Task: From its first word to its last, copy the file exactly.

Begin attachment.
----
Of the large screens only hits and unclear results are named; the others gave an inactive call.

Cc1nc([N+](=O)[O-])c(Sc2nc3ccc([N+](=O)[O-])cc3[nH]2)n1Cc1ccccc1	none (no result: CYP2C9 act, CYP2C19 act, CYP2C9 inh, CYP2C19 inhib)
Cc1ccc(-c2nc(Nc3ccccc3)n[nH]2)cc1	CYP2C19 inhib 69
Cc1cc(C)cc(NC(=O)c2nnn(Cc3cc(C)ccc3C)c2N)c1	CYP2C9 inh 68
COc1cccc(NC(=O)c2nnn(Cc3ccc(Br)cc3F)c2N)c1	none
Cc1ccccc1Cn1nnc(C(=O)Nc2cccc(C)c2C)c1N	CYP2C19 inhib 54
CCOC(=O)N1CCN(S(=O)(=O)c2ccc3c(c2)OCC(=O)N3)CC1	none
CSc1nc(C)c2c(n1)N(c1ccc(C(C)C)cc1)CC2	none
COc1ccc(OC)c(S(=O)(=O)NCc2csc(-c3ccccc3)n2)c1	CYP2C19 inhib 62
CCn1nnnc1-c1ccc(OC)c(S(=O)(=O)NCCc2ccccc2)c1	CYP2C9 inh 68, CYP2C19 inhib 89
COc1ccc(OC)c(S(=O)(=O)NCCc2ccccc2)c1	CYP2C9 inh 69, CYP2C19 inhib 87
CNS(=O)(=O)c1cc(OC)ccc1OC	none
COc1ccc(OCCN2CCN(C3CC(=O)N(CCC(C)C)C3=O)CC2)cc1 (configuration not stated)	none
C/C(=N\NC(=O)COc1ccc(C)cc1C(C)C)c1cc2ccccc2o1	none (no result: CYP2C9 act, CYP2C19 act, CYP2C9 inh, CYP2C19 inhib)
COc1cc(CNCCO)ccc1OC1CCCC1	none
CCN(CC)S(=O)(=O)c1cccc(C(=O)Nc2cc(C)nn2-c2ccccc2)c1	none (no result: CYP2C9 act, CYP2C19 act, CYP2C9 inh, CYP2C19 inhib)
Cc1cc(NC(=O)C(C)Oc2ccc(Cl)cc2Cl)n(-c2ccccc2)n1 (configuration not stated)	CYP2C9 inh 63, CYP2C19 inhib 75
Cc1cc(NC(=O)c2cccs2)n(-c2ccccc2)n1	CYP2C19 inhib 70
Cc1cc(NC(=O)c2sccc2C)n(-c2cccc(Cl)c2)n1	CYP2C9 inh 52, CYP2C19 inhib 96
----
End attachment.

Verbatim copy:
Of the large screens only hits and unclear results are named; the others gave an inactive call.

Cc1nc([N+](=O)[O-])c(Sc2nc3ccc([N+](=O)[O-])cc3[nH]2)n1Cc1ccccc1	none (no result: CYP2C9 act, CYP2C19 act, CYP2C9 inh, CYP2C19 inhib)
Cc1ccc(-c2nc(Nc3ccccc3)n[nH]2)cc1	CYP2C19 inhib 69
Cc1cc(C)cc(NC(=O)c2nnn(Cc3cc(C)ccc3C)c2N)c1	CYP2C9 inh 68
COc1cccc(NC(=O)c2nnn(Cc3ccc(Br)cc3F)c2N)c1	none
Cc1ccccc1Cn1nnc(C(=O)Nc2cccc(C)c2C)c1N	CYP2C19 inhib 54
CCOC(=O)N1CCN(S(=O)(=O)c2ccc3c(c2)OCC(=O)N3)CC1	none
CSc1nc(C)c2c(n1)N(c1ccc(C(C)C)cc1)CC2	none
COc1ccc(OC)c(S(=O)(=O)NCc2csc(-c3ccccc3)n2)c1	CYP2C19 inhib 62
CCn1nnnc1-c1ccc(OC)c(S(=O)(=O)NCCc2ccccc2)c1	CYP2C9 inh 68, CYP2C19 inhib 89
COc1ccc(OC)c(S(=O)(=O)NCCc2ccccc2)c1	CYP2C9 inh 69, CYP2C19 inhib 87
CNS(=O)(=O)c1cc(OC)ccc1OC	none
COc1ccc(OCCN2CCN(C3CC(=O)N(CCC(C)C)C3=O)CC2)cc1 (configuration not stated)	none
C/C(=N\NC(=O)COc1ccc(C)cc1C(C)C)c1cc2ccccc2o1	none (no result: CYP2C9 act, CYP2C19 act, CYP2C9 inh, CYP2C19 inhib)
COc1cc(CNCCO)ccc1OC1CCCC1	none
CCN(CC)S(=O)(=O)c1cccc(C(=O)Nc2cc(C)nn2-c2ccccc2)c1	none (no result: CYP2C9 act, CYP2C19 act, CYP2C9 inh, CYP2C19 inhib)
Cc1cc(NC(=O)C(C)Oc2ccc(Cl)cc2Cl)n(-c2ccccc2)n1 (configuration not stated)	CYP2C9 inh 63, CYP2C19 inhib 75
Cc1cc(NC(=O)c2cccs2)n(-c2ccccc2)n1	CYP2C19 inhib 70
Cc1cc(NC(=O)c2sccc2C)n(-c2cccc(Cl)c2)n1	CYP2C9 inh 52, CYP2C19 inhib 96